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Article | Global News Briefs

China: Health insurance reforms would affect employer-provided health insurance

Health and Benefits|Total Rewards|Wellbeing

By Evelyn Xu | October 28, 2020

Proposed social security health insurance reforms would redirect employer funding to the social pool and reduce claims on private health insurance.

Employer Action Code: Monitor

The government is considering changes to the financing of health insurance under the social security Urban Employee Basic Medical Insurance (UEBMI) plan (referred to locally as social medical insurance, or SMI). If adopted, the changes would significantly affect supplemental private health insurance provided by employers. Currently, a social pool and individual employee accounts reimburse costs for medical care under UEBMI. The social pool covers the cost of hospitalization and serious outpatient treatment, while individual accounts reimburse employees for expenses not covered by the pool, subject to certain restrictions. Individual accounts are funded by employee social security contributions while employer contributions are split between employees’ individual accounts and the social pool (roughly at a 1/3:2/3 ratio). Private health insurance, if any, reimburses employees for expenses covered by the individual accounts.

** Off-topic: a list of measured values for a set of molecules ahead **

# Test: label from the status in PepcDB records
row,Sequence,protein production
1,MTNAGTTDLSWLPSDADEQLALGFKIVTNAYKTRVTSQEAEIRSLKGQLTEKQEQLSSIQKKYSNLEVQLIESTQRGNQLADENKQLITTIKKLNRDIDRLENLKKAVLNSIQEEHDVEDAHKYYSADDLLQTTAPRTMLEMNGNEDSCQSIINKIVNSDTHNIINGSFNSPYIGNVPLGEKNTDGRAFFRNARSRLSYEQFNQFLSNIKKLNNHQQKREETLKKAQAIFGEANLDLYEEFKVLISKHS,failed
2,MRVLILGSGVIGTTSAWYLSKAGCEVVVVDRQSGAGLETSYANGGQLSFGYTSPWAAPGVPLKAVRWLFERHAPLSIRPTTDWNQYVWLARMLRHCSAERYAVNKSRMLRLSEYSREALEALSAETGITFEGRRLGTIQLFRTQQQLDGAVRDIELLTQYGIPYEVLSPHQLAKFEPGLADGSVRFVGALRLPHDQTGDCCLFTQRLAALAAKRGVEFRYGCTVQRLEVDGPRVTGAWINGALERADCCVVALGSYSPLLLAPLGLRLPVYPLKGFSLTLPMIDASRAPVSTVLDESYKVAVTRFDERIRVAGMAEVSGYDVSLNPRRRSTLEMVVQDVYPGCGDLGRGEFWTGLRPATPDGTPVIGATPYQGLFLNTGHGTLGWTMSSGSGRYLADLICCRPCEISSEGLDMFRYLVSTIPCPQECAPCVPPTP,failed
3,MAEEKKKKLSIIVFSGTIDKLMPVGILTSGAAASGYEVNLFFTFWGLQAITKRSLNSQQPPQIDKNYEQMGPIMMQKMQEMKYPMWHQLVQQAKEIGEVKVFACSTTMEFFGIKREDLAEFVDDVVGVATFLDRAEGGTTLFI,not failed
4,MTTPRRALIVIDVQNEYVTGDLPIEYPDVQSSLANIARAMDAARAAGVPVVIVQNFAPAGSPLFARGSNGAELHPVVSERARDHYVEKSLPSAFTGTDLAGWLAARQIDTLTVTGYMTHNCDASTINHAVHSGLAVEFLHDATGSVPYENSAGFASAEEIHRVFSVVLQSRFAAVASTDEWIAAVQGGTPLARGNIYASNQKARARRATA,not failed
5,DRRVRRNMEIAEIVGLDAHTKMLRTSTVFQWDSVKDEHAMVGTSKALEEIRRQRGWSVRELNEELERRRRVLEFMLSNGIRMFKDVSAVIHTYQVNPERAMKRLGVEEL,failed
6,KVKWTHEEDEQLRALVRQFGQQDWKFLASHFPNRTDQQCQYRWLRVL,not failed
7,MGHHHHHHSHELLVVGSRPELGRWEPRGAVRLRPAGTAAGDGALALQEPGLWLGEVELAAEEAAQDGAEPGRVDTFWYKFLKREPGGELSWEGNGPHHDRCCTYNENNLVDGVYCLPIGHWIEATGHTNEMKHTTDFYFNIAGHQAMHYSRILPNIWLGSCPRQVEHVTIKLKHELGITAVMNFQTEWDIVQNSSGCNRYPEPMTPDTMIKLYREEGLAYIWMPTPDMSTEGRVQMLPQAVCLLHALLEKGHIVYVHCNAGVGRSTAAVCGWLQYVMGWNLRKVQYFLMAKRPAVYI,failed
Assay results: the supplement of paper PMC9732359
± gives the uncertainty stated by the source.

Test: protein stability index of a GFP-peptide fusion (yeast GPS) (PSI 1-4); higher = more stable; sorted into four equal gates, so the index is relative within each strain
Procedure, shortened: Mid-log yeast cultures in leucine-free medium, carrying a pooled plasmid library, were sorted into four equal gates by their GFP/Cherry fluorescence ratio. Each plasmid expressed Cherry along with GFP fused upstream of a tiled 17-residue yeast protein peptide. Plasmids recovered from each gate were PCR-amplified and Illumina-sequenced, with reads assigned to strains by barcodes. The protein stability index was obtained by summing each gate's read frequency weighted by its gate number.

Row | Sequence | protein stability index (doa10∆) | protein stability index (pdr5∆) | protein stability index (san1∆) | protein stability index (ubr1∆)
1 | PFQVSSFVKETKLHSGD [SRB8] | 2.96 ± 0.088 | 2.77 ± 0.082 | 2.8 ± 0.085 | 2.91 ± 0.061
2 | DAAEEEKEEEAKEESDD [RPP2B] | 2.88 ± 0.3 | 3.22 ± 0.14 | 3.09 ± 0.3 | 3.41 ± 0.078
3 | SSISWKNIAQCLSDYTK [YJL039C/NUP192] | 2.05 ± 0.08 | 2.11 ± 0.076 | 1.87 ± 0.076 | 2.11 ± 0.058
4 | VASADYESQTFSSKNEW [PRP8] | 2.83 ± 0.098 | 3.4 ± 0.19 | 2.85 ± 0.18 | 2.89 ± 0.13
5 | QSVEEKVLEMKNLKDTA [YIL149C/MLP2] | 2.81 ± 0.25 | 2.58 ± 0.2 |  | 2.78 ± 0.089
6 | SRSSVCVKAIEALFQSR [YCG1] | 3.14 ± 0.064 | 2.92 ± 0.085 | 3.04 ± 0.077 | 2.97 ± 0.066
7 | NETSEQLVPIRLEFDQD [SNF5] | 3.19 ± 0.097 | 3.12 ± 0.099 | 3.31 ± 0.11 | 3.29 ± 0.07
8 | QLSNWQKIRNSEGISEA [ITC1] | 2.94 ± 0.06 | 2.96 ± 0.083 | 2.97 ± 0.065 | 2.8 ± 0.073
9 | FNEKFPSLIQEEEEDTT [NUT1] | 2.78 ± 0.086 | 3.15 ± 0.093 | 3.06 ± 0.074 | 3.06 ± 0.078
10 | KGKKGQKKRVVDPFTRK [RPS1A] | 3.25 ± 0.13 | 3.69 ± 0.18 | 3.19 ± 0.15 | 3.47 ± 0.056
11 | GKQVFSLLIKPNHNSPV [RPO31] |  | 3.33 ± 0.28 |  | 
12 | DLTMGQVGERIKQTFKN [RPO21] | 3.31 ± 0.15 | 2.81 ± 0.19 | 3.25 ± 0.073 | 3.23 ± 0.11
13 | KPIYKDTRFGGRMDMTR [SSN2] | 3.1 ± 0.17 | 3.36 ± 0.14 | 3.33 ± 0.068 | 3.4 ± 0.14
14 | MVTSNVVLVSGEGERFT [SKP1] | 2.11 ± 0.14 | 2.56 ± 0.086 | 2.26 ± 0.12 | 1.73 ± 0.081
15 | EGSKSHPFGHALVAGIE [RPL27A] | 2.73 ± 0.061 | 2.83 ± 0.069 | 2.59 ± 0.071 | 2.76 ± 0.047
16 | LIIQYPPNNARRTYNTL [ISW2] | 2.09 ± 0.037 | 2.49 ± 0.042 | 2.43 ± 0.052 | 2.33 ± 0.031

The proposed reforms would redirect employer funding entirely to the social pool and expand its coverage to include more outpatient care while decreasing use of individual accounts for those expenses, thereby reducing claims on private health insurance.

Key details

Under the proposed reforms:

  • The entire employer health insurance contribution would go only to the social pool, in aggregate shifting funding of about 300 billion yuan annually from individual accounts to the social pool, according to government estimates.
  • Expenses that currently are reimbursed entirely from individual accounts would instead be shared 50/50 between the social pool and individual accounts. The reforms would not change the total amount of coverage for an eligible outpatient claim but would expand the portion covered by the social pool.
  • Reimbursement by private health insurance, which normally equals the amount reimbursed from the individual accounts, payable directly to the insured, would still cover those costs but reduced by 50% in line with the change to cost sharing between the pool and individual accounts. In addition, reimbursement from the insurer would be paid directly to the individual accounts, not the account holders.
  • Use of individual accounts would be expanded to cover eligible expenses incurred by spouses, parents and children.

Employer implications

Over 80% of firms surveyed by Willis Towers Watson provide some type of supplemental health care coverage to their employees. As the reforms would reduce the level of UEBMI expenses payable from individual accounts and covered by private health insurance, existing insured employer plans would therefore experience lower outpatient claims, leading potentially to lower premiums and to a lesser importance of supplemental coverage. The reaction from the market will need to be monitored if the changes are adopted.


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